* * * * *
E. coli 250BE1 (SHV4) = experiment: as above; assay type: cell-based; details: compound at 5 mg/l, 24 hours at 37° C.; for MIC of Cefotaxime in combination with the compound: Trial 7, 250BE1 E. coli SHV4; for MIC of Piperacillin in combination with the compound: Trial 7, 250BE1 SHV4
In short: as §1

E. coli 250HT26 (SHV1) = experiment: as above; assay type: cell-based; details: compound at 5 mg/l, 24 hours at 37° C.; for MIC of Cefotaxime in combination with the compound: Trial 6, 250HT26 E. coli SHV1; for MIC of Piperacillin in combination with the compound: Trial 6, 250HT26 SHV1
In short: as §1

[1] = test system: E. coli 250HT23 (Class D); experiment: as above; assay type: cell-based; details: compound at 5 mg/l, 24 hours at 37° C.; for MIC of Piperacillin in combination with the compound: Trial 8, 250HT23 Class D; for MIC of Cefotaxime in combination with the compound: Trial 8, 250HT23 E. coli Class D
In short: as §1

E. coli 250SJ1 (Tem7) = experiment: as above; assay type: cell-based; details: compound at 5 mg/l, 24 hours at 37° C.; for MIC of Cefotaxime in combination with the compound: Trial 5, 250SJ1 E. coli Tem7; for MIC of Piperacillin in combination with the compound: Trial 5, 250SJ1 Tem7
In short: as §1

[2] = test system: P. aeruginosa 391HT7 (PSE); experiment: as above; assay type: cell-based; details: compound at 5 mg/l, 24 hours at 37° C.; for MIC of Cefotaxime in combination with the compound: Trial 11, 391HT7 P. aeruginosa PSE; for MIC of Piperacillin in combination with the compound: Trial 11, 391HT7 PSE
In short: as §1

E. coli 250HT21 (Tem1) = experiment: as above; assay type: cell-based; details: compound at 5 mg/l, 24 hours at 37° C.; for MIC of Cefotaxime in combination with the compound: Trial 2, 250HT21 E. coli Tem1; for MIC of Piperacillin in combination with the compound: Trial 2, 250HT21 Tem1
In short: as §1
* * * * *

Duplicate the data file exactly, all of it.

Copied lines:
E. coli 250BE1 (SHV4) = experiment: as above; assay type: cell-based; details: compound at 5 mg/l, 24 hours at 37° C.; for MIC of Cefotaxime in combination with the compound: Trial 7, 250BE1 E. coli SHV4; for MIC of Piperacillin in combination with the compound: Trial 7, 250BE1 SHV4
In short: as §1

E. coli 250HT26 (SHV1) = experiment: as above; assay type: cell-based; details: compound at 5 mg/l, 24 hours at 37° C.; for MIC of Cefotaxime in combination with the compound: Trial 6, 250HT26 E. coli SHV1; for MIC of Piperacillin in combination with the compound: Trial 6, 250HT26 SHV1
In short: as §1

[1] = test system: E. coli 250HT23 (Class D); experiment: as above; assay type: cell-based; details: compound at 5 mg/l, 24 hours at 37° C.; for MIC of Piperacillin in combination with the compound: Trial 8, 250HT23 Class D; for MIC of Cefotaxime in combination with the compound: Trial 8, 250HT23 E. coli Class D
In short: as §1

E. coli 250SJ1 (Tem7) = experiment: as above; assay type: cell-based; details: compound at 5 mg/l, 24 hours at 37° C.; for MIC of Cefotaxime in combination with the compound: Trial 5, 250SJ1 E. coli Tem7; for MIC of Piperacillin in combination with the compound: Trial 5, 250SJ1 Tem7
In short: as §1

[2] = test system: P. aeruginosa 391HT7 (PSE); experiment: as above; assay type: cell-based; details: compound at 5 mg/l, 24 hours at 37° C.; for MIC of Cefotaxime in combination with the compound: Trial 11, 391HT7 P. aeruginosa PSE; for MIC of Piperacillin in combination with the compound: Trial 11, 391HT7 PSE
In short: as §1

E. coli 250HT21 (Tem1) = experiment: as above; assay type: cell-based; details: compound at 5 mg/l, 24 hours at 37° C.; for MIC of Cefotaxime in combination with the compound: Trial 2, 250HT21 E. coli Tem1; for MIC of Piperacillin in combination with the compound: Trial 2, 250HT21 Tem1
In short: as §1